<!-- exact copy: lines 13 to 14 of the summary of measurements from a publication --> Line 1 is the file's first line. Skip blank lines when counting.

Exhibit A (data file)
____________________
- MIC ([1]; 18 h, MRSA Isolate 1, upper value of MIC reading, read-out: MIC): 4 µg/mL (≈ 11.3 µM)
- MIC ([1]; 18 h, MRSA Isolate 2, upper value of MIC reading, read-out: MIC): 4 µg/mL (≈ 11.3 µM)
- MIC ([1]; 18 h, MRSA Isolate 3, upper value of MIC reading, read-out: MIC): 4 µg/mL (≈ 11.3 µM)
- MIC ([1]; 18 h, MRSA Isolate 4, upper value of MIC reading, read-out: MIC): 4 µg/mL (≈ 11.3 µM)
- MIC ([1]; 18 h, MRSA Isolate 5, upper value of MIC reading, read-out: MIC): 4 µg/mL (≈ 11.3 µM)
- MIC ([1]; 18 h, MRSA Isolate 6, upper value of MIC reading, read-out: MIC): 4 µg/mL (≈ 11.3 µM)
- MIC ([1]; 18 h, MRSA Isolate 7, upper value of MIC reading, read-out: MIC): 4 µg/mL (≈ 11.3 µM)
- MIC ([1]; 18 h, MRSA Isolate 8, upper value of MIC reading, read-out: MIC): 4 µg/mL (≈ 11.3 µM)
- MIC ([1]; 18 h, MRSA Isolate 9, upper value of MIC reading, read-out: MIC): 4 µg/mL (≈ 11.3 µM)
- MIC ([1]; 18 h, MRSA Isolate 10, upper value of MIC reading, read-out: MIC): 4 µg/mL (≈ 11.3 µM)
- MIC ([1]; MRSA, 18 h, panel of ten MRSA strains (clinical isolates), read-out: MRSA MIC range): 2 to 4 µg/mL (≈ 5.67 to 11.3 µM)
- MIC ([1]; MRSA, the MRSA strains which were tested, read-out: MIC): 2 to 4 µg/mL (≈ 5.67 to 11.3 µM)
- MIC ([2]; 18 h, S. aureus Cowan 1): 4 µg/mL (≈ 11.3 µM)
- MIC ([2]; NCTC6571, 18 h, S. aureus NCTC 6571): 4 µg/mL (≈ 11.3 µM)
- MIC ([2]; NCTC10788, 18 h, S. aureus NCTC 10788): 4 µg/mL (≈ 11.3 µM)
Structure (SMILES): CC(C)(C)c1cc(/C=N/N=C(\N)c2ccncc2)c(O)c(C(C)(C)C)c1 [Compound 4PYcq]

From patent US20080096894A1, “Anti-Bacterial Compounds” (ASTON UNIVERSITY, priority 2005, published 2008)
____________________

- MIC ([2]; 18 h, S. aureus Cowan 1): 4 µg/mL (≈ 11.3 µM)
- MIC ([2]; NCTC6571, 18 h, S. aureus NCTC 6571): 4 µg/mL (≈ 11.3 µM)